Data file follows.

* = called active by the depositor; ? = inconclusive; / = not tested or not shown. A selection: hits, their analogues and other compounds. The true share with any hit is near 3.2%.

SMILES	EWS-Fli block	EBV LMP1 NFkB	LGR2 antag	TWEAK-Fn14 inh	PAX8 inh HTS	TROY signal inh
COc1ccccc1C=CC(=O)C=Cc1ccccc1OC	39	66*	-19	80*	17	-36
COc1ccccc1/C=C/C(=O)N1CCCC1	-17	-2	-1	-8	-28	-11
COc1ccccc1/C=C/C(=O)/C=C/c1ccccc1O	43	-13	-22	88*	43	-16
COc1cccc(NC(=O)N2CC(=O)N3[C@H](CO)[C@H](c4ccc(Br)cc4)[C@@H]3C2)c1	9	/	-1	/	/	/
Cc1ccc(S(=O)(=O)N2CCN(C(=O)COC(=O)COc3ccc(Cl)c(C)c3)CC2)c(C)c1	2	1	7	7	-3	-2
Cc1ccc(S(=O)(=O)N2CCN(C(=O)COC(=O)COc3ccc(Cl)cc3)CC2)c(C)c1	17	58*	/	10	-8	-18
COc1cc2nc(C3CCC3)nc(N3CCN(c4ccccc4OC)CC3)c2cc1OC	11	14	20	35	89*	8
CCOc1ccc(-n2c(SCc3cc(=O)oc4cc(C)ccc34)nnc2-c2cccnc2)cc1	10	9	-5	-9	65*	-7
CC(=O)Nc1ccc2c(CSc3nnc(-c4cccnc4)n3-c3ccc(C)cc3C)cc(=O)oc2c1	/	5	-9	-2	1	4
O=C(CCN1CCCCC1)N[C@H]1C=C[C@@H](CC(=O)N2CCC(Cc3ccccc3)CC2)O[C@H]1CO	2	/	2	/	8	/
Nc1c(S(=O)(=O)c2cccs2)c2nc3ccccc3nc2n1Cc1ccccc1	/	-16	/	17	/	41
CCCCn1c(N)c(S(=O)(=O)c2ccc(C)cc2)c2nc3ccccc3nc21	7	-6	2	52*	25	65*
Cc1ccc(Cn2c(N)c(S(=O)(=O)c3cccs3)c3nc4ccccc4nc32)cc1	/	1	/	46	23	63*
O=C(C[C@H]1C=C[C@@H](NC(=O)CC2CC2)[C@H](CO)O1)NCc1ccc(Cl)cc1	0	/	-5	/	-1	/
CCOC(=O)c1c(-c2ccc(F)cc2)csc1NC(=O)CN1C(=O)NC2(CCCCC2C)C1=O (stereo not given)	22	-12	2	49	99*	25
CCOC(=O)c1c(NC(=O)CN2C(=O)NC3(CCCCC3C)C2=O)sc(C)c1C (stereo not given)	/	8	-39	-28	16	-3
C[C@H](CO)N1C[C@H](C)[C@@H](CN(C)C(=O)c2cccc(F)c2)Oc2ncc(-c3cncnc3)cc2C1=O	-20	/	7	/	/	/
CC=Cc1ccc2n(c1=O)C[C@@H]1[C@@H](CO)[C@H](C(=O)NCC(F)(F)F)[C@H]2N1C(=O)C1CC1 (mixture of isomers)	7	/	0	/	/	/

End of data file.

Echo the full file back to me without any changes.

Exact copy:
* = called active by the depositor; ? = inconclusive; / = not tested or not shown. A selection: hits, their analogues and other compounds. The true share with any hit is near 3.2%.

SMILES	EWS-Fli block	EBV LMP1 NFkB	LGR2 antag	TWEAK-Fn14 inh	PAX8 inh HTS	TROY signal inh
COc1ccccc1C=CC(=O)C=Cc1ccccc1OC	39	66*	-19	80*	17	-36
COc1ccccc1/C=C/C(=O)N1CCCC1	-17	-2	-1	-8	-28	-11
COc1ccccc1/C=C/C(=O)/C=C/c1ccccc1O	43	-13	-22	88*	43	-16
COc1cccc(NC(=O)N2CC(=O)N3[C@H](CO)[C@H](c4ccc(Br)cc4)[C@@H]3C2)c1	9	/	-1	/	/	/
Cc1ccc(S(=O)(=O)N2CCN(C(=O)COC(=O)COc3ccc(Cl)c(C)c3)CC2)c(C)c1	2	1	7	7	-3	-2
Cc1ccc(S(=O)(=O)N2CCN(C(=O)COC(=O)COc3ccc(Cl)cc3)CC2)c(C)c1	17	58*	/	10	-8	-18
COc1cc2nc(C3CCC3)nc(N3CCN(c4ccccc4OC)CC3)c2cc1OC	11	14	20	35	89*	8
CCOc1ccc(-n2c(SCc3cc(=O)oc4cc(C)ccc34)nnc2-c2cccnc2)cc1	10	9	-5	-9	65*	-7
CC(=O)Nc1ccc2c(CSc3nnc(-c4cccnc4)n3-c3ccc(C)cc3C)cc(=O)oc2c1	/	5	-9	-2	1	4
O=C(CCN1CCCCC1)N[C@H]1C=C[C@@H](CC(=O)N2CCC(Cc3ccccc3)CC2)O[C@H]1CO	2	/	2	/	8	/
Nc1c(S(=O)(=O)c2cccs2)c2nc3ccccc3nc2n1Cc1ccccc1	/	-16	/	17	/	41
CCCCn1c(N)c(S(=O)(=O)c2ccc(C)cc2)c2nc3ccccc3nc21	7	-6	2	52*	25	65*
Cc1ccc(Cn2c(N)c(S(=O)(=O)c3cccs3)c3nc4ccccc4nc32)cc1	/	1	/	46	23	63*
O=C(C[C@H]1C=C[C@@H](NC(=O)CC2CC2)[C@H](CO)O1)NCc1ccc(Cl)cc1	0	/	-5	/	-1	/
CCOC(=O)c1c(-c2ccc(F)cc2)csc1NC(=O)CN1C(=O)NC2(CCCCC2C)C1=O (stereo not given)	22	-12	2	49	99*	25
CCOC(=O)c1c(NC(=O)CN2C(=O)NC3(CCCCC3C)C2=O)sc(C)c1C (stereo not given)	/	8	-39	-28	16	-3
C[C@H](CO)N1C[C@H](C)[C@@H](CN(C)C(=O)c2cccc(F)c2)Oc2ncc(-c3cncnc3)cc2C1=O	-20	/	7	/	/	/
CC=Cc1ccc2n(c1=O)C[C@@H]1[C@@H](CO)[C@H](C(=O)NCC(F)(F)F)[C@H]2N1C(=O)C1CC1 (mixture of isomers)	7	/	0	/	/	/